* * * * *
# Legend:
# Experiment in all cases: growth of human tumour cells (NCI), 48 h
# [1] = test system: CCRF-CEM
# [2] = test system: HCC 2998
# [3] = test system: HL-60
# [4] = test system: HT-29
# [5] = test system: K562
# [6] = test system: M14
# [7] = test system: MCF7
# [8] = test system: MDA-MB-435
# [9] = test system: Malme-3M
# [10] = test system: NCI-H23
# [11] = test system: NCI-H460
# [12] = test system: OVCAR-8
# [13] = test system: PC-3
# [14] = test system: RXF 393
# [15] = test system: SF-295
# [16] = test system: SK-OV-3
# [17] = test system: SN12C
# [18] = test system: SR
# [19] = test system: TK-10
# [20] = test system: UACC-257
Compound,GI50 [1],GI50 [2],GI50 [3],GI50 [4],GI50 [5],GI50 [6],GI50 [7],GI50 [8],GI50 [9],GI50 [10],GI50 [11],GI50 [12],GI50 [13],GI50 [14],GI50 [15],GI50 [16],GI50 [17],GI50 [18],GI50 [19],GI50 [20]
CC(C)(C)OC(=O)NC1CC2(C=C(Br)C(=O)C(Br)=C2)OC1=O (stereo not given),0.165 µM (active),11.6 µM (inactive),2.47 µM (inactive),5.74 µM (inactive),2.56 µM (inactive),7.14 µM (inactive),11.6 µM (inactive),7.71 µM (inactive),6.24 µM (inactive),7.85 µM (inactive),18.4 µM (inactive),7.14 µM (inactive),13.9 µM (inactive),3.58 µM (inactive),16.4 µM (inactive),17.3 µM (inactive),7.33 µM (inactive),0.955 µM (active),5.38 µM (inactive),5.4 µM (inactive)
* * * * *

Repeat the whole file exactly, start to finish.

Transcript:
# Legend:
# Experiment in all cases: growth of human tumour cells (NCI), 48 h
# [1] = test system: CCRF-CEM
# [2] = test system: HCC 2998
# [3] = test system: HL-60
# [4] = test system: HT-29
# [5] = test system: K562
# [6] = test system: M14
# [7] = test system: MCF7
# [8] = test system: MDA-MB-435
# [9] = test system: Malme-3M
# [10] = test system: NCI-H23
# [11] = test system: NCI-H460
# [12] = test system: OVCAR-8
# [13] = test system: PC-3
# [14] = test system: RXF 393
# [15] = test system: SF-295
# [16] = test system: SK-OV-3
# [17] = test system: SN12C
# [18] = test system: SR
# [19] = test system: TK-10
# [20] = test system: UACC-257
Compound,GI50 [1],GI50 [2],GI50 [3],GI50 [4],GI50 [5],GI50 [6],GI50 [7],GI50 [8],GI50 [9],GI50 [10],GI50 [11],GI50 [12],GI50 [13],GI50 [14],GI50 [15],GI50 [16],GI50 [17],GI50 [18],GI50 [19],GI50 [20]
CC(C)(C)OC(=O)NC1CC2(C=C(Br)C(=O)C(Br)=C2)OC1=O (stereo not given),0.165 µM (active),11.6 µM (inactive),2.47 µM (inactive),5.74 µM (inactive),2.56 µM (inactive),7.14 µM (inactive),11.6 µM (inactive),7.71 µM (inactive),6.24 µM (inactive),7.85 µM (inactive),18.4 µM (inactive),7.14 µM (inactive),13.9 µM (inactive),3.58 µM (inactive),16.4 µM (inactive),17.3 µM (inactive),7.33 µM (inactive),0.955 µM (active),5.38 µM (inactive),5.4 µM (inactive)